Now turn with me to Psalm 131. I was just thinking about this great Psalm, as Ligon has just called it. It's a very short Psalm. Just glance down — it's only three verses. I wonder if you’re thinking ‘What in the world does this Psalm have to say?’ ‘Not much,’ I suppose, is what you’re thinking. But actually this beautiful, beautiful Psalm has a great deal to say. It is an extraordinarily powerful Psalm, and has something to say of immediate relevance and impact to us. Let's read the Psalm and ask for God's blessing as we do so.
Notice once again it's called A Song of Ascents, and it's given the ascription of David.
“O Lord, my heart is not proud, nor my eyes haughty;
Nor do I involve myself in great matters,
Or in things too difficult for me.
Surely I have composed and quieted my soul;
Like a weaned child rests against his mother,
My soul is like a weaned child within me.
O Israel, hope in the Lord
From this time forth and forever.”
Let's pray together.
Our Father, in Your infinite wisdom You caused this Psalm to be written, inspired by the Holy Spirit and given for our instruction and our learning. Teach us, give us teachable minds; give us hearts, O Lord, that would respond to everything that You would have us know. Hear us, Lord, for Jesus’ sake. Amen.
Now this really is a strange Psalm. It's strange for many reasons. One is because it's so short. It's not the only shortest Psalm in this group of Psalms known as The Ascent Psalms. You look over to Psalm 133, and especially Psalm 134, they, too, are very brief in compass. But it's not its brevity, it's what it says that makes this Psalm just a little bit strange. Notice what it says half way through the first verse: “Nor do I involve myself in great matters, or in things too difficult for me.” It's like a text for the death of theology, isn't it? Why study anything that's going to prove too difficult? Let's go back to the comic strips! It's almost as if the Psalm is saying something like that.
Well, of course you know that it's not saying anything of the sort. I was glad that Mr. Lemon in his prayer quoted that passage in Timothy, I think, about “rightly dividing the word of truth,” and “study to show yourself approved; a workman that needeth not to be ashamed, rightly dividing the word of truth.” So there's Paul saying the exact opposite of what this Psalm seems to be saying.
Well, it only seems to be saying that. It is in fact saying something entirely different, and that's why when we read the Psalms, and when we read the Scriptures in general, sometimes we need to do a little bit of digging. And here especially we need to employ a hermeneutical principle, a very important principle, that one Scripture must never be pitted or set against another Scripture. So whatever this Psalm is saying, it's definitely not saying that we shouldn't involve ourselves in studying the word of God or involve ourselves in the deep things of theology.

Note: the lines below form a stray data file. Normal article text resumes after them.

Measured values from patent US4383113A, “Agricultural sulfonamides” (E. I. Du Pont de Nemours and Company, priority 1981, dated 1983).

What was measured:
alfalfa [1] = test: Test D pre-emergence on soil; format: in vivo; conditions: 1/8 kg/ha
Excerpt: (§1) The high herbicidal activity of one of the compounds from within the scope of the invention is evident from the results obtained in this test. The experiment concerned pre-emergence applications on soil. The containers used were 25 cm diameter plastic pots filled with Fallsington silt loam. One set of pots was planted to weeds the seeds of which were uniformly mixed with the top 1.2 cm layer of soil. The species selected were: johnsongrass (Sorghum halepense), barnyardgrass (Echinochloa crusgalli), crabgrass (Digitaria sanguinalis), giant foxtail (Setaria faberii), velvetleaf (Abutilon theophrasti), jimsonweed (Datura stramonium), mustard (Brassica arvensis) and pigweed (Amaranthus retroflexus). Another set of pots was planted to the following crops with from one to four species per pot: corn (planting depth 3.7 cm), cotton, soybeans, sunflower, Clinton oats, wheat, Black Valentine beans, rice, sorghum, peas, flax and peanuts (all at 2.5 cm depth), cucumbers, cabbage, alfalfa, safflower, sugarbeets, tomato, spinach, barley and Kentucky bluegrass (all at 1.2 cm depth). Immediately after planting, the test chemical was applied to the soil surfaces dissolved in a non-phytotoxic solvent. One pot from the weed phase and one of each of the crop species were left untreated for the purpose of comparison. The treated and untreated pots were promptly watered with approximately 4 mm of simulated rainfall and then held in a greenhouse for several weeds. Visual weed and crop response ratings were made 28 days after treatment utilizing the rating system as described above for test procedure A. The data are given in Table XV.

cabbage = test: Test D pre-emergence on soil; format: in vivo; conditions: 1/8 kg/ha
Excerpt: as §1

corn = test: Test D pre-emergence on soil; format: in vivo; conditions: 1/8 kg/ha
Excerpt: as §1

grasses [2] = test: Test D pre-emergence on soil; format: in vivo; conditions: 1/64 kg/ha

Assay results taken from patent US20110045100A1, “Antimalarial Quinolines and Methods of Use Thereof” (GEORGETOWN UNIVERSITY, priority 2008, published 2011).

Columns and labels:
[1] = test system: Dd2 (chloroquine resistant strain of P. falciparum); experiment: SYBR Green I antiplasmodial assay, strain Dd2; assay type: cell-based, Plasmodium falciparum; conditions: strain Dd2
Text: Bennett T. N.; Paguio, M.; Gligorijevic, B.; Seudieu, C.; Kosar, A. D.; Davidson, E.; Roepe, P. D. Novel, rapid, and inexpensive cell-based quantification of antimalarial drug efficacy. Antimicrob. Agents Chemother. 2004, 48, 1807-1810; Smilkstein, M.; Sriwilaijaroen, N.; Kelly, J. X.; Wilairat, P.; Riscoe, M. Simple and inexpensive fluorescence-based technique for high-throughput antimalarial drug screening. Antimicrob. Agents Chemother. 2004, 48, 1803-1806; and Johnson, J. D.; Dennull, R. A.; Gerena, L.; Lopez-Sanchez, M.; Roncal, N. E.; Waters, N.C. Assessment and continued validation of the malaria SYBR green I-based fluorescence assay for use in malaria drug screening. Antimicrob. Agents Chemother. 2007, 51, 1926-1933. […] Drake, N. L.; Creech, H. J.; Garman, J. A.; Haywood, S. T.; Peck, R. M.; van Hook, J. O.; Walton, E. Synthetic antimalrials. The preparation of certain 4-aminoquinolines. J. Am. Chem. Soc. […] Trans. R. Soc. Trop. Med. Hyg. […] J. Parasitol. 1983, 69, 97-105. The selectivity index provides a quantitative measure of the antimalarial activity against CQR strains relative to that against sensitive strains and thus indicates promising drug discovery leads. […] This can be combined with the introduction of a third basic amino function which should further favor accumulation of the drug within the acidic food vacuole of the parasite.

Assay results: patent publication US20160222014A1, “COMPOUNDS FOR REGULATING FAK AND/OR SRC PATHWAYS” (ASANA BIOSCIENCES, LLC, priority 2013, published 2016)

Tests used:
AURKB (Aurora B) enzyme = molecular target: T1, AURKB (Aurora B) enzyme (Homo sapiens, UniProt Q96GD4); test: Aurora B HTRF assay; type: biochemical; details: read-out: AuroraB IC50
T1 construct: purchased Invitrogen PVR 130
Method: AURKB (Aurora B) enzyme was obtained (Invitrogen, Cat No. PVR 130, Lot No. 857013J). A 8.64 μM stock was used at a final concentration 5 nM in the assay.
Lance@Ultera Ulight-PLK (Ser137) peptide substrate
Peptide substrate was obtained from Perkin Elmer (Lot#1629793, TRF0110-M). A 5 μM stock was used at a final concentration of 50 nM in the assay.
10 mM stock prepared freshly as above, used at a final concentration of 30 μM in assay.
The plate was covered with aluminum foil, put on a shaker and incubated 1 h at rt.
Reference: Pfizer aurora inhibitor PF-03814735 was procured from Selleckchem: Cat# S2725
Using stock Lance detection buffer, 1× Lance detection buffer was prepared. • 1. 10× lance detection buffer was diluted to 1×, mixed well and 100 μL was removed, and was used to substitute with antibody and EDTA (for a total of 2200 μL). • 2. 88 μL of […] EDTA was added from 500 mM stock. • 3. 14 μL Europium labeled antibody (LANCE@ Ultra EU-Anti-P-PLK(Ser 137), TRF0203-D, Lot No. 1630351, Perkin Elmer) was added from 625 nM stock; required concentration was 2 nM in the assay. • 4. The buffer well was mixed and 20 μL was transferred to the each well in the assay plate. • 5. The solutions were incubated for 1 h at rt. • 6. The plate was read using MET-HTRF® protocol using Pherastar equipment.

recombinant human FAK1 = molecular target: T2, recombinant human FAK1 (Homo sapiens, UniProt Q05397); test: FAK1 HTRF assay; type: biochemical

There's a link between this Psalm and the previous Psalm, and it's the word hope. You’ll see right at the end of this Psalm [and we've seen this a number of times in the Ascent Psalms], although it begins in a personal sense, it moves into a more corporate sense, and this is the exhortation at the end of this Psalm: “O Israel, hope in the Lord....” And that picks up, I think, in verse 5 and again in verse 7 of the previous Psalm, where the psalmist has also mentioned the hope, or the confidence, that he has in the Lord. And whereas in Psalm 130 his confidence and his hope has arisen out of who God is, and we read in verse 7 that “...For with the Lord there is lovingkindness...” — that beautiful Hebrew word reminding us of His covenant identity. Because of who God is, we are to have hope and confidence in Him.
Psalm 131 is based not so much upon a theological reflection on who God is, but it is based upon his own personal spiritual experience of the things that God has been doing in his soul; and because of that, because of what he has known of what God has done in his soul, he makes this exhortation to hope and to trust in the Lord.
This is a Psalm basically about Christian maturity, about growing in grace, about developing as a child of God. I'm reminded of that opening verse of Hebrews 6, which exhorts its readers to go on to maturity, laying aside the fundamentals and principle things and going on to the deeper things. And in some ways...although, as I've said, that's not what the Psalm appears to be saying...but in fact that is what the Psalm is saying. It's saying ‘Because I have experienced this depth of knowledge in the things of God, I want you to experience it, too.’
I. A spiritual condition.
Now there are two features of this experience that the psalmist wants us to appreciate, and this experience that he has known is one of contentment. He uses the picture, the metaphor, of a weaned child...a weaned child...a child that is no longer dependent upon its mother for food and nourishment but is independent, and is, as it were, almost standing on its own two feet. And that's the picture that the Psalm is giving to us.